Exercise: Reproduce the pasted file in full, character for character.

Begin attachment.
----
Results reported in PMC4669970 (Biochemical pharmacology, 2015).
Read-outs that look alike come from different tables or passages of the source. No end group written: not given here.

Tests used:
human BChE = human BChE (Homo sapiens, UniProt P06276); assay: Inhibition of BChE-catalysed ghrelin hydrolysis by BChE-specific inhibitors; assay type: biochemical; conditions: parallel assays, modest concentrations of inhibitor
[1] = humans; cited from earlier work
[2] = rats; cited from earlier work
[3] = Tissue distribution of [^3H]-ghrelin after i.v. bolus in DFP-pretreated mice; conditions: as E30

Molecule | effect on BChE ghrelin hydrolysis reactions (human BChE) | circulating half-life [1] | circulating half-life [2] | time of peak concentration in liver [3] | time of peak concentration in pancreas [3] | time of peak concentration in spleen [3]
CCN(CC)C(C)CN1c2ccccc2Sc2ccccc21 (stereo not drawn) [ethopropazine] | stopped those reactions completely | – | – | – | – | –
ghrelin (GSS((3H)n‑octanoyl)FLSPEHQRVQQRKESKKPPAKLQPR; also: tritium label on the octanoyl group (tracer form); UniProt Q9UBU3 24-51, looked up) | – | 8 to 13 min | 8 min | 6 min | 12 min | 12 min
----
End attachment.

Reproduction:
Results reported in PMC4669970 (Biochemical pharmacology, 2015).
Read-outs that look alike come from different tables or passages of the source. No end group written: not given here.

Tests used:
human BChE = human BChE (Homo sapiens, UniProt P06276); assay: Inhibition of BChE-catalysed ghrelin hydrolysis by BChE-specific inhibitors; assay type: biochemical; conditions: parallel assays, modest concentrations of inhibitor
[1] = humans; cited from earlier work
[2] = rats; cited from earlier work
[3] = Tissue distribution of [^3H]-ghrelin after i.v. bolus in DFP-pretreated mice; conditions: as E30

Molecule | effect on BChE ghrelin hydrolysis reactions (human BChE) | circulating half-life [1] | circulating half-life [2] | time of peak concentration in liver [3] | time of peak concentration in pancreas [3] | time of peak concentration in spleen [3]
CCN(CC)C(C)CN1c2ccccc2Sc2ccccc21 (stereo not drawn) [ethopropazine] | stopped those reactions completely | – | – | – | – | –
ghrelin (GSS((3H)n‑octanoyl)FLSPEHQRVQQRKESKKPPAKLQPR; also: tritium label on the octanoyl group (tracer form); UniProt Q9UBU3 24-51, looked up) | – | 8 to 13 min | 8 min | 6 min | 12 min | 12 min